How can I compress textures on the fly while using TexSubImage?

Due to the nature of my application, most of the textures being loaded aren’t packaged with the application itself and are loaded on the fly. Therefore, they can’t be compressed before-hand. When I load new textures, I package everything onto atlases with glTexSubImage2D. I’ve recently found out the amount of textures I have can take up quite a bit of memory and so I’m trying to get “on the fly” texture compression working.

Here’s the simple version of my (C#) code:

// Load textures from disk

// Create the atlas
GL.TexImage2D(TextureTarget.Texture2D, 0, PixelInternalFormat.Rgba, width, height, 0, PixelFormat.Bgra, PixelType.UnsignedByte, IntPtr.Zero);

// Copy the textures to the atlas
GL.TexSubImage2D(TextureTarget.Texture2D, 0, (int)x, (int)y, (int)Width, (int)Height, PixelFormat.Bgra, PixelType.UnsignedByte, bmpData.Scan0);

Now what I’ve tried doing is switching the atlas’ internal format to CompressedRgbaS3tcDxt3Ext instead of Rgba. That works fine, it’s only after I try subbing the texture into the atlas is when I get a GL_INVALID_OPERATION error.

I’ve googled the issue and there doesn’t seem to be anything out there explaining this situation and how to properly sub uncompressed images into a compressed format.

Can you be more specific about what you mean by “quite a bit of memory” (and how you’re measuring it)? It’s normal enough for texture memory usage to be high-ish, and you may be worrying over (and putting significant effort into) something that isn’t actually a problem at all.

I’ve been measuring memory usage with GPU-Z by watching the “Memory Usage (Dynamic)” as highlighted here: (this image was taken at idle without the application running)

I can fully expect the memory usage to go beyond 2gb as there’s no limit to how many textures are loaded (I’d expect no more than 4gb, though). I’d like for this application to be 32bit compatible but I was running into GL_OUT_OF_MEMORY errors whenever it tried allocating past 2gb. I got around that by switching to 64bit but, like I said, I’d like to support 32bit. Sure, I can set the /LARGEADDRESSAWARE flag to keep it 32bit and allow up to 4gb of system memory but I feel like I should be compressing the textures anyway if at all possible.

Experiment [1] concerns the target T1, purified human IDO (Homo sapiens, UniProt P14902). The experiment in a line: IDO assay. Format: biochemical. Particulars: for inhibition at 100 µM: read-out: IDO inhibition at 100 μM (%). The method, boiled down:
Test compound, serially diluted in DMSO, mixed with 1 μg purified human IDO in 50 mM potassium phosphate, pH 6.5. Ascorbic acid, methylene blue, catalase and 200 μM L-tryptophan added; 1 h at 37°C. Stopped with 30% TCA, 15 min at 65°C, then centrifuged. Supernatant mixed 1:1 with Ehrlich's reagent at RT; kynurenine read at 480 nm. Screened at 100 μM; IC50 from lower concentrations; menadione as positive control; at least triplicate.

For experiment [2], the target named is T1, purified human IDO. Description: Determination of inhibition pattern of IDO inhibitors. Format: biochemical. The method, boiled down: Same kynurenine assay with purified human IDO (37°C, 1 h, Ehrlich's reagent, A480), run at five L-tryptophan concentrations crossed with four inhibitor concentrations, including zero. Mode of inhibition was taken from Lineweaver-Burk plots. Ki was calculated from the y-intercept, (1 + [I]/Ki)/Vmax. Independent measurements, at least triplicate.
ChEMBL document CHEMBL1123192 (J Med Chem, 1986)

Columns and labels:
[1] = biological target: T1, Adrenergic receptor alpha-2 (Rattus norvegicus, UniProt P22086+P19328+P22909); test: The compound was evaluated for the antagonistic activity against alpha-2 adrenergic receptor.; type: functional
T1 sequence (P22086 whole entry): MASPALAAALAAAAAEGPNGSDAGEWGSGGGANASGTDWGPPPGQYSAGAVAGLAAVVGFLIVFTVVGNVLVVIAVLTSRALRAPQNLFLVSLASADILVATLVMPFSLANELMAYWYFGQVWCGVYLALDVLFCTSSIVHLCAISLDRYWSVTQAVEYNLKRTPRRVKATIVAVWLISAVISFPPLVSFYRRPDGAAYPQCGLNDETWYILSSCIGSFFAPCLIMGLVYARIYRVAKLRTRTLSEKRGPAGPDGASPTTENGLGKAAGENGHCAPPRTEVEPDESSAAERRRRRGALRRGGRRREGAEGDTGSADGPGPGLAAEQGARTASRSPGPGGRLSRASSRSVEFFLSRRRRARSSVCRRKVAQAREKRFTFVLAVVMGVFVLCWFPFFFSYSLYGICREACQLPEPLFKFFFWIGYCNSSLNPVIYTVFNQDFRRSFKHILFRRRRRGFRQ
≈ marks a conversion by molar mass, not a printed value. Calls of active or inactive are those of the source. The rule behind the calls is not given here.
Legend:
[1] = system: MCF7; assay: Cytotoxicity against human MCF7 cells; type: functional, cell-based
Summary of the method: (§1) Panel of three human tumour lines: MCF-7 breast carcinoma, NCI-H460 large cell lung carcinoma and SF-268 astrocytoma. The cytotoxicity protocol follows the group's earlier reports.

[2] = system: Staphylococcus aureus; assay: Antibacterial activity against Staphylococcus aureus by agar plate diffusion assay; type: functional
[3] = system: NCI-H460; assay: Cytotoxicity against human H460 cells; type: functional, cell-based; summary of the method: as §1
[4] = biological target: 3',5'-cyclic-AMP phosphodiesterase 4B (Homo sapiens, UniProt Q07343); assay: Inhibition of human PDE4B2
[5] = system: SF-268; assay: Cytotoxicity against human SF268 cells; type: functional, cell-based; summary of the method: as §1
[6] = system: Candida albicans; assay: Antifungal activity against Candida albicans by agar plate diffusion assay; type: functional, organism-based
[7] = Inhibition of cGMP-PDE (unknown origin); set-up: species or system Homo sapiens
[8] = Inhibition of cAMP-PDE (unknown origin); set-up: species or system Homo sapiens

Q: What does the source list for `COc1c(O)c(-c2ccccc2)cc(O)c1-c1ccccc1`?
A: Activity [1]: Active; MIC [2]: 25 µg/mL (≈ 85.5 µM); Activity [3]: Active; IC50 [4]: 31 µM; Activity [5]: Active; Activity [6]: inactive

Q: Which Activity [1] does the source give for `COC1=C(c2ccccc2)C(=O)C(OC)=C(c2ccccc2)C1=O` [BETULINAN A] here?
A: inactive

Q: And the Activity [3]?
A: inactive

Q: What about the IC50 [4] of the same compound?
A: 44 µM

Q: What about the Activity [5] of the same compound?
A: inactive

Also, due to the nature of the application, it’s not viable to only load textures that are needed at the time because any of the textures could be used at any point.

See the EXT_texture_compression_s3tc spec for details. But are you subloading on 4x4 texel boundaries? You need to.

Apparently I hadn’t read far enough into the spec to find the section detailing that the texture dimensions do indeed need to be multiples of 4, which mine are not. Any ideal solutions for converting my textures to multiples of 4?

EDIT: I’m guessing I should pad the textures with enough opaque black pixels to convert the dimensions to multiples of 4. But then how would that be accomplished? Is there some OpenGL magic or would I be better off padding the byte array myself?

You could probably just initialize the textures dimensions with glTexImage but without uploading any texel data, and then use glTexSubImage to upload the texel data you got. All texels that are not covered by glTexSubImage will remain the default color, which is 0,0,0,0 if I remember correctly.

From the extension spec, I think this may answer your question:

So what it sounds like is, while xoffset and yoffset must be a multiple of 4, the width and/or height of the subload can be less than 4 for that last row and/or column of 4x4 texel blocks, if your texture doesn’t use all texels in that 4x4 block (e.g. a 6x6 MIP level, or a 2x2 MIP level).

OpenGL still throws an invalid operation if the image dimensions aren’t a multiple of 4, even if the image offset is a multiple of 4 (or in my test case: 0,0). It’s only after I manually edit the image and extend the dimensions to fit the multiple of 4 that the image loads and draws without any error. It doesn’t seem like I can get away without doing some pre-processing to the image before copying it to the atlas.